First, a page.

The story is told in Garth Owen-Smith’s epic book 'An Arid Eden'. The real struggle wasn't with the community, which had always lived with wildlife and did not wish to live in an empty Eden. The fight for hearts and minds was with Nature Conservation, the South African government agency. To the government, Owen-Smith was a thorn in their flesh, working together with local people rather than telling them what to do.
Early conservation efforts in Kunene had been supported by the Endangered Wildlife Trust, a South African NGO, but in 1985 that all came to an abrupt end. The EWT was given an ultimatum by South African government officials: the Trust either stops funding Owen-Smith, or it will never again be allowed to work in national parks in South Africa or South West Africa, as Namibia was then known.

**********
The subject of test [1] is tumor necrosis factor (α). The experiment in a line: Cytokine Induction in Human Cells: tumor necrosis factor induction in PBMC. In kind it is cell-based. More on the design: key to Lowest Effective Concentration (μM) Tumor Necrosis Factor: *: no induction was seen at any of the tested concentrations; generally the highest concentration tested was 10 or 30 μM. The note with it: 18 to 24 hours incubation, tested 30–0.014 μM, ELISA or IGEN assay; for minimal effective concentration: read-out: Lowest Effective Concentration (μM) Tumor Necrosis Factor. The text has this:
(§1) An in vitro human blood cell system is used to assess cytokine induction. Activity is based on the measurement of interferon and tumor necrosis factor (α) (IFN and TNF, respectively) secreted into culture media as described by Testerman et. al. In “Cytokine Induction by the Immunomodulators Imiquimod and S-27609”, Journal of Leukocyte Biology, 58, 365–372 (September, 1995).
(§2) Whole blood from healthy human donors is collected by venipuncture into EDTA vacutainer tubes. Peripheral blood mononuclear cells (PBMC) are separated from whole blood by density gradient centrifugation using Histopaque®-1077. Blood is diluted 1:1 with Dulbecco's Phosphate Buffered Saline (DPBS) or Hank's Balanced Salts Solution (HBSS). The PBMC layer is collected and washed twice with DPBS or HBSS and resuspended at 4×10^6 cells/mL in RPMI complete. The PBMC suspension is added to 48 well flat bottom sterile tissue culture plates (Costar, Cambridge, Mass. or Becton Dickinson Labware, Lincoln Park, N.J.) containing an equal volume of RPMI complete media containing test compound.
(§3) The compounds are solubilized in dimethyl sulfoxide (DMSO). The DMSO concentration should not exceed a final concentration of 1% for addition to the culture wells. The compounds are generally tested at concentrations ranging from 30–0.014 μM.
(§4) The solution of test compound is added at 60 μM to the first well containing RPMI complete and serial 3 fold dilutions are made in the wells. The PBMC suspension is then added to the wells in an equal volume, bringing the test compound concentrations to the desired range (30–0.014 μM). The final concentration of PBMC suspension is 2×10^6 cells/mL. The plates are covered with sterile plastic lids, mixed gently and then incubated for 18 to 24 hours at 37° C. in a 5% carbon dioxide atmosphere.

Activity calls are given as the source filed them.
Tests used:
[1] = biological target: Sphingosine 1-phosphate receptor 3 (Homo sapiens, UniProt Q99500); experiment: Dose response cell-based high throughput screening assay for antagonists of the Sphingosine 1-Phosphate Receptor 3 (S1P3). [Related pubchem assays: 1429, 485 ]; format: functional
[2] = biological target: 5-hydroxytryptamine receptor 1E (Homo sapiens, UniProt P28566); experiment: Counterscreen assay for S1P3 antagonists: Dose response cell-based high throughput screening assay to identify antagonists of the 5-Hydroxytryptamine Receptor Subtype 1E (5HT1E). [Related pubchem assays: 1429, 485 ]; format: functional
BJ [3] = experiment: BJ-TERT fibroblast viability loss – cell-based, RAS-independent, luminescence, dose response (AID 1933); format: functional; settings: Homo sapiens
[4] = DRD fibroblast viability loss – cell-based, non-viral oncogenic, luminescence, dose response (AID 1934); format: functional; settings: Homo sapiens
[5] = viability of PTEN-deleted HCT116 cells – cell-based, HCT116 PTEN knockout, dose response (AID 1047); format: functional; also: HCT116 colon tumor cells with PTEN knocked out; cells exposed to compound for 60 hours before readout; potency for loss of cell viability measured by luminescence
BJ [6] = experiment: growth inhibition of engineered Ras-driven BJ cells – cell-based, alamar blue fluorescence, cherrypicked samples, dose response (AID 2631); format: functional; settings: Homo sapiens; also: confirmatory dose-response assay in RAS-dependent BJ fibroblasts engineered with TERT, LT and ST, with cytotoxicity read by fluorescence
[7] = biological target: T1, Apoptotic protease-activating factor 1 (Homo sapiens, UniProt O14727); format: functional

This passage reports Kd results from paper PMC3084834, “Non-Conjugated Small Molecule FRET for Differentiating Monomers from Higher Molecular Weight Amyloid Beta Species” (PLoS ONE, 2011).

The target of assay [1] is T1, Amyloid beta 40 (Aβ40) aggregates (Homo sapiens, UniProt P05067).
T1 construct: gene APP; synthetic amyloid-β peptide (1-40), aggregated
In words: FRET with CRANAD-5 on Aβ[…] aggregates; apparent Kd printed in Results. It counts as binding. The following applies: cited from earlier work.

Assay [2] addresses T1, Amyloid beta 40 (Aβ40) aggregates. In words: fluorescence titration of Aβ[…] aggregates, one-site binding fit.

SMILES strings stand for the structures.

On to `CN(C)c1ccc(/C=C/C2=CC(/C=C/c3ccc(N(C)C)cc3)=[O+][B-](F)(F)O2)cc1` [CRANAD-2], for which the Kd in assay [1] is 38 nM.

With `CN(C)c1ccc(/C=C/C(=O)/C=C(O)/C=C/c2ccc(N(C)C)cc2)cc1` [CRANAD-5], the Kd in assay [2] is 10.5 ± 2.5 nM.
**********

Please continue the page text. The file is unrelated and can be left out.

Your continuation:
For a while, the blackmail worked. Owen-Smith lost his funding. Conservation was once again in the hands of government staff, which did not support the concept of community control of wildlife, and it looked as though the pioneering work had come to an end.
Not so: Garth’s partner, researcher Margaret Jacobsohn, contacted the newly appointed Director of the Endangered Wildlife Trust, John Ledger, who came to see for himself. John quickly realized that money from the Trust was being used to pay for government employees who were not truly interested in conservation. John is a man with a big smile, but he can be deadly serious. He went back to SA determined to change the EWT Board’s mind about the Namibian project. His argument prevailed, and with a small amount of renewed funding, Owen-Smith was able to rebuild the community game guard network and make it effective again. This was a new start. Soon afterwards, Garth and Margie Jacobsohn co-founded IRDNC, the field-based NGO which today provides technical, logistic and financial support to more than half of Namibia’s 79 communal conservancies.